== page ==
• May 5 2013: Study Lao Tzu. Long lasting Peace resides in the Valley.....not the Mountain Top
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      May 5 2013: Thank you for your deep understanding of ancient Chinese wisdom.

      The reason for I coming up with the question is that I want to behave naturally.Maybe my idea is more similar to a radical Cinese philosopher, Li Zhi(李贽), who is strongly against anything that is not the authentic reflection of his mind.

      Yes, the long lasting peace lies in the valley rather than the mountain top,and I think that once I can achieve my ideal " live a academic life that I can enjoy my study in physics without considering any trying things such as the title and awards", I will live a qiuet life. I dislike be on the mountain top, but I think that I must climb the high mountain to reach my favorite valley. Though it seems a little bit strange and contradictory, it's somthing true on the earth, I suppose.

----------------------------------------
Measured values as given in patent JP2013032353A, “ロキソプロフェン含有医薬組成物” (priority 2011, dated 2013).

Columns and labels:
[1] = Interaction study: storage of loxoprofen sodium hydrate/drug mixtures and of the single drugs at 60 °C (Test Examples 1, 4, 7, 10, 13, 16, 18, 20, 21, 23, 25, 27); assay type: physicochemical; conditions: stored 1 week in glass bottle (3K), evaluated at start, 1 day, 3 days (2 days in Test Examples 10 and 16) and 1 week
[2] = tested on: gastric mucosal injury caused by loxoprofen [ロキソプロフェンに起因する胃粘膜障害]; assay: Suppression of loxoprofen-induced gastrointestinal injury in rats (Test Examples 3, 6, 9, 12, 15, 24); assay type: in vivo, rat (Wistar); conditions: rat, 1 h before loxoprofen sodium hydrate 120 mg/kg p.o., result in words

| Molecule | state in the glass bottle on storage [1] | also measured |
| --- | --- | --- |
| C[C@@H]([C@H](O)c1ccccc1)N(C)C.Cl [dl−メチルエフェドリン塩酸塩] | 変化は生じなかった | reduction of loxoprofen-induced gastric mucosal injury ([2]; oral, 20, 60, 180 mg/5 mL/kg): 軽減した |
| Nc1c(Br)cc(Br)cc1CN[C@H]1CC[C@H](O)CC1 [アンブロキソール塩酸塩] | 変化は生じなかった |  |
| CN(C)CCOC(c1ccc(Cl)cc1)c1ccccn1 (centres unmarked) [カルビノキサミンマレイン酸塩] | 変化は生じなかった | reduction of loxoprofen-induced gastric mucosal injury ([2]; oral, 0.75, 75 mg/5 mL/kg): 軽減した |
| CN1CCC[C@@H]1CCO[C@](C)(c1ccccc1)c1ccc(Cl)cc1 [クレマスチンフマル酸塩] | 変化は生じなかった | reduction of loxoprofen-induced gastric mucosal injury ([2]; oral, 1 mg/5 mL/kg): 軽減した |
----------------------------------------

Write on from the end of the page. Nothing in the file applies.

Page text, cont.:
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    Gord G

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    May 5 2013: You create your reality. An ideal is an uneducated perception. The gap is simply a refusal to adapt to the learning process. In essence it's a desire to have the world conform to your perception, rather than dealing with the the discomfort of ignorance. I think joy is found in the acceptance of the verisimilitude of life and in acknowledging the limiting nature of ideals.